Dennis G. Perry (PERRY@VAX.DARPA.MIL)
Wed 8 Oct 86 07:13:37-EDT
The latest in the ongoing saga, or "How to train a neglected child to
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Subject: more on arpanet
Date: 08 Oct 86 01:34:20 EDT (Wed)
From: Jeff Mayersohn <email@example.com>
I wanted to bring everyone up to date on the progress of our
investigation into Arpanet congestion.
There has been one major "discovery" made during the last week.
Apparently, in the middle of August, the line between the two USC
packet switches, which used to be a stub, was placed into the main
cross-country path. The problem is that this line, which connects two
endpoints on the USC campus, is apparently running at 19.2 kbps. This
change to the network topology is like closing a lane on Storrow Drive
during rush hour. It congests both the main artery and the roads
which feed it. This is undoubtedly a major contributor to the
cross-country congestion that we are seeing; the line should have its
capacity increased at once. This piece of information has been
communicated by Bob Steele, here at BBNCC, to the Arpanet manager at
In the past few weeks, it has been observed that some of the links on
the major cross-country paths have been bouncing up and down. We
believe this is due to a known problem in the microcode; the Arpanet
has not been running the most current microcode release. The newer
release is in the process of being installed. TAC 113, which contains
several efficiencies, is also in the process of being installed. Jeff
Burke tells me that these upgrades will be finished within the week.
Tracy Mallory and Bob Hinden tell me that a new release of the
mailbridge was installed in the network and changes have been made to
the routing tables in the Butterfly gateways which cause some traffic
to favor the Wideband Network over the Arpanet.
John Wiggins and Clive Greenleaf have made a number of measurements on
the Arpanet and have made a number of parameter changes in the packet
switch software. First, it was observed that routing updates were
being generated at very close to the maximum frequency, a sure sign
that routing is thrashing in its attempt to deal with congestion.
Changes were made to line parameters to stabilize routing by reporting
more or less equivalent delays on the three cross-country paths. It
was expected that this would reduce the pointless movement of traffic
from one trunk to another. In addition, it was observed that there
were end-to-end resource shortages in a number of packet switches.
John modified a parameter which reduces the amount of time that a
source packet switch can hold on to resources that it has reserved in
a destination packet switch. The hope is that this would alleviate
some of the contention for end-to-end resources.
The changes described in the last paragraph and (I believe) the
installation of the new mailbridge release were made on October 2.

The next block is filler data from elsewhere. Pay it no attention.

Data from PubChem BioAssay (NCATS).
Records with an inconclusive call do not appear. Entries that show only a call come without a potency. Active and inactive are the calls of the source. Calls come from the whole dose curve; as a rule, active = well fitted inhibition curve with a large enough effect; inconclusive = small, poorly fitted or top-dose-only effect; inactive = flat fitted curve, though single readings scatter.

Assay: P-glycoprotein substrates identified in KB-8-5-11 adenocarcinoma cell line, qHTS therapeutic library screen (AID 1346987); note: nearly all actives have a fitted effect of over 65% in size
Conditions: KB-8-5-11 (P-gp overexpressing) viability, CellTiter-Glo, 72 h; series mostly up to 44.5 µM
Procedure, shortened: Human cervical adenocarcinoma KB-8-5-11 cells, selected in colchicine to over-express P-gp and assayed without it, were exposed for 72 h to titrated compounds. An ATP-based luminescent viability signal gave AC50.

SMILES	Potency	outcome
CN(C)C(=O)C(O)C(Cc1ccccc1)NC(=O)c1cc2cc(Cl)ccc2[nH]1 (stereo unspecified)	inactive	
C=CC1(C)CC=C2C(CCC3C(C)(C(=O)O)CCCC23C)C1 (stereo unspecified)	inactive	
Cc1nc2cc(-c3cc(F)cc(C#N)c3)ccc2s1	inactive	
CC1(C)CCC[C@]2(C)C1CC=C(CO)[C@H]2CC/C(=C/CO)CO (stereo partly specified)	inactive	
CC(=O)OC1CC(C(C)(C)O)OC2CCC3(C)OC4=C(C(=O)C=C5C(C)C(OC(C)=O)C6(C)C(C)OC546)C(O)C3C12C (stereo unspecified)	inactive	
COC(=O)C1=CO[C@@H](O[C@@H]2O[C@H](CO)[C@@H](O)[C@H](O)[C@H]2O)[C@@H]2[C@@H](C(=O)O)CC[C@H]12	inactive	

Measurements made by Wiggins and Greenleaf on October 3 suggest that
the changes had a positive effect. Traffic in the network increased
by about 30% (from October 2 to October 3) during the peak period and
round trip delays were halved. The major symptoms of congestion
There are two other observations to be made. There appears to have
been a change in some of the characteristics of the network traffic
recently. In particular, we have observed an increase in the distance
between communicating hosts from an average of 2.75 in June to 3.54 in
October. This is worth looking into.
Second, some of the mail on TCP-IP questions why cross-country
subnetwork congestion should affect traffic between, say, Stanford and
SRI. Clive Greenleaf has looked into this and has produced the
following explanation. In order to send a message between a pair of
packet switches, resources are used in both the source and
destination. What is happening is that the long delays across the
network are causing these resources to be held for long periods of
time. The fact that these resources are so occupied is affecting all
other traffic to and from a given switch, even if that traffic is to
or from adjacent switches, or local to the switch. The
Stanford IMP, which seems to send traffic to a large number of remote
destinations, and the SRI IMP appear to be major victims of this
Anyway, here's where we stand:
1) The USC line should be upgraded asap.
2) The microcode release which should eliminate the flapping of key
lines is being installed.
3) The TAC release which should reduce TCP retransmissions and network
overhead is being installed.
4) We are making store-and-forward statistics measurements to identify
all subnetwork bottlenecks.
5) We will produce a complete host traffic matrix in order to
determine how the network traffic has changed and to determine whether
any hosts are exhibiting antisocial behavior.
6) The topological changes recommended in my previous message should
be made. Recall that the network was showing symptoms of congestion
in June, before the USC line was thrown into the cross-country path.
7) We intend to produce a new set of recommended assignments of hosts
to mailbridges and may recommend the addition of mailbridges when this
analysis is complete.
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